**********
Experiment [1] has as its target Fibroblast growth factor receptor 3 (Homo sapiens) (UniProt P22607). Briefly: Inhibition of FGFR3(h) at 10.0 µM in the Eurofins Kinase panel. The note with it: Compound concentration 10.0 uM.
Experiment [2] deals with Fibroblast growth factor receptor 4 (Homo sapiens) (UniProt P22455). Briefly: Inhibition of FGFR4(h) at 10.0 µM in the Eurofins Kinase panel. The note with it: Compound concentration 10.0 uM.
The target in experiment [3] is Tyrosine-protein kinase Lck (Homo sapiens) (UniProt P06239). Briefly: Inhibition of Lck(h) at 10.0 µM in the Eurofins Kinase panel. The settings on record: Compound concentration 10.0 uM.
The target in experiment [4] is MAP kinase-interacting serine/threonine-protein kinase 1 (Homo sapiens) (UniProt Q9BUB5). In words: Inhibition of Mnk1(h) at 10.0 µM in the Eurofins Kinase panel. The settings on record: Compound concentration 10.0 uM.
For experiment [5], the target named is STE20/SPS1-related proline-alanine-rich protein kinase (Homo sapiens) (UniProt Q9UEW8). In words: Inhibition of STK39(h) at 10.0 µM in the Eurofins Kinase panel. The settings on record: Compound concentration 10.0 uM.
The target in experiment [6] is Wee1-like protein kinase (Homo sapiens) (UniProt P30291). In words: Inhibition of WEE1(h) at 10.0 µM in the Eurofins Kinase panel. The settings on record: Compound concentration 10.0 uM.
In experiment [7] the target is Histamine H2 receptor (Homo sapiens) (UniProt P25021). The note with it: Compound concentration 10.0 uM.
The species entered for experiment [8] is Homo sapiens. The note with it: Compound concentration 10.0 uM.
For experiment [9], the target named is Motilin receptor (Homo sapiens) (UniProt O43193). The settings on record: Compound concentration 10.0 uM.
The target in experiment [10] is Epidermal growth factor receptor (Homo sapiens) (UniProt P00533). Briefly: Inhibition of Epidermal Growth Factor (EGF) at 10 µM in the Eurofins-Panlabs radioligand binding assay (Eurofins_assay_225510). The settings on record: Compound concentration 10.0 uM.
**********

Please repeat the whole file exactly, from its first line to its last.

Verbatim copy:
Experiment [1] has as its target Fibroblast growth factor receptor 3 (Homo sapiens) (UniProt P22607). Briefly: Inhibition of FGFR3(h) at 10.0 µM in the Eurofins Kinase panel. The note with it: Compound concentration 10.0 uM.
Experiment [2] deals with Fibroblast growth factor receptor 4 (Homo sapiens) (UniProt P22455). Briefly: Inhibition of FGFR4(h) at 10.0 µM in the Eurofins Kinase panel. The note with it: Compound concentration 10.0 uM.
The target in experiment [3] is Tyrosine-protein kinase Lck (Homo sapiens) (UniProt P06239). Briefly: Inhibition of Lck(h) at 10.0 µM in the Eurofins Kinase panel. The settings on record: Compound concentration 10.0 uM.
The target in experiment [4] is MAP kinase-interacting serine/threonine-protein kinase 1 (Homo sapiens) (UniProt Q9BUB5). In words: Inhibition of Mnk1(h) at 10.0 µM in the Eurofins Kinase panel. The settings on record: Compound concentration 10.0 uM.
For experiment [5], the target named is STE20/SPS1-related proline-alanine-rich protein kinase (Homo sapiens) (UniProt Q9UEW8). In words: Inhibition of STK39(h) at 10.0 µM in the Eurofins Kinase panel. The settings on record: Compound concentration 10.0 uM.
The target in experiment [6] is Wee1-like protein kinase (Homo sapiens) (UniProt P30291). In words: Inhibition of WEE1(h) at 10.0 µM in the Eurofins Kinase panel. The settings on record: Compound concentration 10.0 uM.
In experiment [7] the target is Histamine H2 receptor (Homo sapiens) (UniProt P25021). The note with it: Compound concentration 10.0 uM.
The species entered for experiment [8] is Homo sapiens. The note with it: Compound concentration 10.0 uM.
For experiment [9], the target named is Motilin receptor (Homo sapiens) (UniProt O43193). The settings on record: Compound concentration 10.0 uM.
The target in experiment [10] is Epidermal growth factor receptor (Homo sapiens) (UniProt P00533). Briefly: Inhibition of Epidermal Growth Factor (EGF) at 10 µM in the Eurofins-Panlabs radioligand binding assay (Eurofins_assay_225510). The settings on record: Compound concentration 10.0 uM.